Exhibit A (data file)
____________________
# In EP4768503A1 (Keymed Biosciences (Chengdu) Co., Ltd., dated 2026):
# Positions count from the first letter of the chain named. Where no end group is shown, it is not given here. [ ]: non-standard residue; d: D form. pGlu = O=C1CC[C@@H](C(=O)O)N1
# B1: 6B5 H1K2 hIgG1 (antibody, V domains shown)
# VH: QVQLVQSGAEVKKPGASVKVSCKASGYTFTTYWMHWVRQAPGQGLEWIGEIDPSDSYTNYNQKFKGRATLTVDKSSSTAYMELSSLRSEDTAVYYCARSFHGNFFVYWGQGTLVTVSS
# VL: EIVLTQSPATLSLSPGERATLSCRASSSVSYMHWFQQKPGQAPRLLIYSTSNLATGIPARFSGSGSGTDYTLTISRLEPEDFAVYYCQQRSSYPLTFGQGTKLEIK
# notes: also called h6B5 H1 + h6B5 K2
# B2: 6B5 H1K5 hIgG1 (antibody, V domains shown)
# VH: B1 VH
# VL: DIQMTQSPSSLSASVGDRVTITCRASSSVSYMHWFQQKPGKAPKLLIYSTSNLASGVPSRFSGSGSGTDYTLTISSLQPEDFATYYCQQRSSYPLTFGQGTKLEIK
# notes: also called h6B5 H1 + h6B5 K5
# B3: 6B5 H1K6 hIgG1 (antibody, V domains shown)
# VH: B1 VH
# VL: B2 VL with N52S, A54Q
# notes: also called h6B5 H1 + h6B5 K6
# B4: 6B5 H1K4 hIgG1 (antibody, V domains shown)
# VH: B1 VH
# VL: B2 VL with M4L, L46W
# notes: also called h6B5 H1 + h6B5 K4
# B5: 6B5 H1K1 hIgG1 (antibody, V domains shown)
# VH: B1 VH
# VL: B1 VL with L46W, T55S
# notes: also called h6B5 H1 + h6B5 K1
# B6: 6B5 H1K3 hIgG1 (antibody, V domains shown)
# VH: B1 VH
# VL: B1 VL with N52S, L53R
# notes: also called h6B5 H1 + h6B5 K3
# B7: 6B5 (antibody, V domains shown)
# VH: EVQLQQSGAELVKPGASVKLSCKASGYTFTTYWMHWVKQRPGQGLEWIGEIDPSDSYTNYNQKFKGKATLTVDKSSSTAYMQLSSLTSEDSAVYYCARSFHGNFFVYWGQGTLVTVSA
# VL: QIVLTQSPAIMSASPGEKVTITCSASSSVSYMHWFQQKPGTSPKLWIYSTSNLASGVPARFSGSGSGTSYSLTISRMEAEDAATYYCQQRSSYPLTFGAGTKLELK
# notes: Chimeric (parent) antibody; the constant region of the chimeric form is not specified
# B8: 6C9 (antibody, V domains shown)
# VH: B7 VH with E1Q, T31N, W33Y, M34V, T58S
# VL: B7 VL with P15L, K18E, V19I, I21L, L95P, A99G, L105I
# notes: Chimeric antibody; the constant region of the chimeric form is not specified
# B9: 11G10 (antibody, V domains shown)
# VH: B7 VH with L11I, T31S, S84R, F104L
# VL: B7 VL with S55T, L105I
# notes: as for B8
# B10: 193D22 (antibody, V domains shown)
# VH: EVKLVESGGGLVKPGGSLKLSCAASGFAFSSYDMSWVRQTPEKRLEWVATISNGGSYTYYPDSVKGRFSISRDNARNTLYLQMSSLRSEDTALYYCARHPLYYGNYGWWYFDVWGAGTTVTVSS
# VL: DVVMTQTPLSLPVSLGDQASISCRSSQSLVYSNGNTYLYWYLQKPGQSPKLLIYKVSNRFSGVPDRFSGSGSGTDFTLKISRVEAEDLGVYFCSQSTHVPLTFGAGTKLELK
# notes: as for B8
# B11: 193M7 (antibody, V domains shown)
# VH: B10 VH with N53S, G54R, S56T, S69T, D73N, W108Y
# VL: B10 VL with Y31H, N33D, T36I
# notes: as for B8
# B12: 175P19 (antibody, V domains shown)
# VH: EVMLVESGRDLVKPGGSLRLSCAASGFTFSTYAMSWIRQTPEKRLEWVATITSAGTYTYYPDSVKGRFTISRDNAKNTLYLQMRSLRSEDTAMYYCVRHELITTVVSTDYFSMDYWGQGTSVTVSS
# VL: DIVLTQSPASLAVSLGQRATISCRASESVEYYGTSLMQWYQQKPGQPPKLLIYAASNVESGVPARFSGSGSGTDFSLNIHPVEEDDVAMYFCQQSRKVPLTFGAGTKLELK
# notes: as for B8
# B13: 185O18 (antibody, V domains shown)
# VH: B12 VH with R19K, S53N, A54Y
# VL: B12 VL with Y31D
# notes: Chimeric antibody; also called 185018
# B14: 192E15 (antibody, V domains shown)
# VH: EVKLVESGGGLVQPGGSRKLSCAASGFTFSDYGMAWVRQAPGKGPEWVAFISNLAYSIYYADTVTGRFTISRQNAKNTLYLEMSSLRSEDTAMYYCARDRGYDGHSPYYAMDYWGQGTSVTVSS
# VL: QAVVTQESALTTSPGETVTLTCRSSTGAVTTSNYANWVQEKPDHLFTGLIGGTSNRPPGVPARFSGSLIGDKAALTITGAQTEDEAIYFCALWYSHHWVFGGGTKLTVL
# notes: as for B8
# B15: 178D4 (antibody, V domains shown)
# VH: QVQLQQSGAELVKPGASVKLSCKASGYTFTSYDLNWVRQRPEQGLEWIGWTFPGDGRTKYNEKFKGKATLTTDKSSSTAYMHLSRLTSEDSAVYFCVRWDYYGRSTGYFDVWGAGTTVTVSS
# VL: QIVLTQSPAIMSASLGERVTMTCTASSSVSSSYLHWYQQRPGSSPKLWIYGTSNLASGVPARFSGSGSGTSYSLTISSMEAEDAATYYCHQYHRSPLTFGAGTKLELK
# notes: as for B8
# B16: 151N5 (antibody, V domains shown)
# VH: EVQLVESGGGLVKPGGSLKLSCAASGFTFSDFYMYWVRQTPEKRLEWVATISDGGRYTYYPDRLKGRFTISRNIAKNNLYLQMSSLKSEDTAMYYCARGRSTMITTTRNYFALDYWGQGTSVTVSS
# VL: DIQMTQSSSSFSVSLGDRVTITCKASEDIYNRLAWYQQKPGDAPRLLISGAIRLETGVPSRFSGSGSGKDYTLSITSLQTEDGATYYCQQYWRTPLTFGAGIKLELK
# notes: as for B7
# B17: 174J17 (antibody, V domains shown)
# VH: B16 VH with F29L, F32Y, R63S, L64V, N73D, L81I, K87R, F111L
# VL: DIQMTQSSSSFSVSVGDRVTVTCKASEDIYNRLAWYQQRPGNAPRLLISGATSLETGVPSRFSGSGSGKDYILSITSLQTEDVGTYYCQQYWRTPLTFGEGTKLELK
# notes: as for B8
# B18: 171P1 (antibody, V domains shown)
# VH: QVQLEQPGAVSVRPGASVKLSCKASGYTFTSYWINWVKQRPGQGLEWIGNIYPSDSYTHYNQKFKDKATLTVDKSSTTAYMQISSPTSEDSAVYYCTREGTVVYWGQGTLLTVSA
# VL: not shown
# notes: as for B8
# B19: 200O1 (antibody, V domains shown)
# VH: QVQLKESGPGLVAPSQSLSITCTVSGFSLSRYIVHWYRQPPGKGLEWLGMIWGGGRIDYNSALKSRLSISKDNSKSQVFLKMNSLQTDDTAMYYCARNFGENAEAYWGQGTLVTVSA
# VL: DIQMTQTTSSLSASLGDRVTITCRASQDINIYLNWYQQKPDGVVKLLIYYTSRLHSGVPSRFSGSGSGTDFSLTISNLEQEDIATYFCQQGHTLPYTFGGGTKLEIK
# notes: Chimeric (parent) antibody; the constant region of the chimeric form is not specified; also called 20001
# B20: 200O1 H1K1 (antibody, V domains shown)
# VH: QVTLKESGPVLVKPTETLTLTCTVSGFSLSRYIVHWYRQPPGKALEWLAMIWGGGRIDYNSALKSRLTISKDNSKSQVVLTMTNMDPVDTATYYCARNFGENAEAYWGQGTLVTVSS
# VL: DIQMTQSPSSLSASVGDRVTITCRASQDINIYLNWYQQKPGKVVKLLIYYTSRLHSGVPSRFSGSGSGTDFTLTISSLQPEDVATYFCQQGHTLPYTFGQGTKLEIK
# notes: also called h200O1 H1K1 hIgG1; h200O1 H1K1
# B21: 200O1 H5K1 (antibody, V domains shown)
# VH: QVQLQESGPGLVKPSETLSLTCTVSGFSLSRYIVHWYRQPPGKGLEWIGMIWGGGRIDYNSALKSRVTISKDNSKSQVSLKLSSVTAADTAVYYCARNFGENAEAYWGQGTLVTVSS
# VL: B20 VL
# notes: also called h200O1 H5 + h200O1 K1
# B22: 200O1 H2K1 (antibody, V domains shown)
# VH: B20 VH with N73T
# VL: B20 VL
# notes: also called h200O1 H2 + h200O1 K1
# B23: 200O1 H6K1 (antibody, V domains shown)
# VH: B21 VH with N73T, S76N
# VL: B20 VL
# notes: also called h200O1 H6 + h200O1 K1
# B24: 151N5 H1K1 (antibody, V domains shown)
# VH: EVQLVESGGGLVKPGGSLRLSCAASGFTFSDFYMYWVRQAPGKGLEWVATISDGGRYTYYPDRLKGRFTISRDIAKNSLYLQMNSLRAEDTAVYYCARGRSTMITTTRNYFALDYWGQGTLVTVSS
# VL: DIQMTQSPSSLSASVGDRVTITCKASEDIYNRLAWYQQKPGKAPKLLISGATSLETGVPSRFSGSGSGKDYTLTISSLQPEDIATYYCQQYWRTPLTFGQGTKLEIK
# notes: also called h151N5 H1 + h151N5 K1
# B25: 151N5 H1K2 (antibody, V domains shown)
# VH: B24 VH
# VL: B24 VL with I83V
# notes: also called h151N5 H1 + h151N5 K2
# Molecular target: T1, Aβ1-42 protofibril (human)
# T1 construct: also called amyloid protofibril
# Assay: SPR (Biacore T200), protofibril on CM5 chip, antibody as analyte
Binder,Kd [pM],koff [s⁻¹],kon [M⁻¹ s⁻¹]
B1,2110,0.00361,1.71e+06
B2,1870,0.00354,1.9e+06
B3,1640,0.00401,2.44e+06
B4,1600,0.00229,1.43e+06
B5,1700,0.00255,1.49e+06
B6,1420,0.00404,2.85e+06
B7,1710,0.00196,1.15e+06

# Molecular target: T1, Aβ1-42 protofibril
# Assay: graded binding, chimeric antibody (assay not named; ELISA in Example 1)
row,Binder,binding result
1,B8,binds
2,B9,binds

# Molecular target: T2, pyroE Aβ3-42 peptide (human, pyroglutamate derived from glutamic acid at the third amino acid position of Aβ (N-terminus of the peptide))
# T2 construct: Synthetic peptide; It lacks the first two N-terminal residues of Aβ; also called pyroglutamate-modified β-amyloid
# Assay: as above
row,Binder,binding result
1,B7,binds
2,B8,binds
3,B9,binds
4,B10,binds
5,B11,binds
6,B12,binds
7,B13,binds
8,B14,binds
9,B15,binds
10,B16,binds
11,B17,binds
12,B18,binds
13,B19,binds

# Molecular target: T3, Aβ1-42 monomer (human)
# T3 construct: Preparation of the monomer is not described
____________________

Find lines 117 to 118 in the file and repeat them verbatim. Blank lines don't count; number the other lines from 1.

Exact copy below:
1,B8,binds
2,B9,binds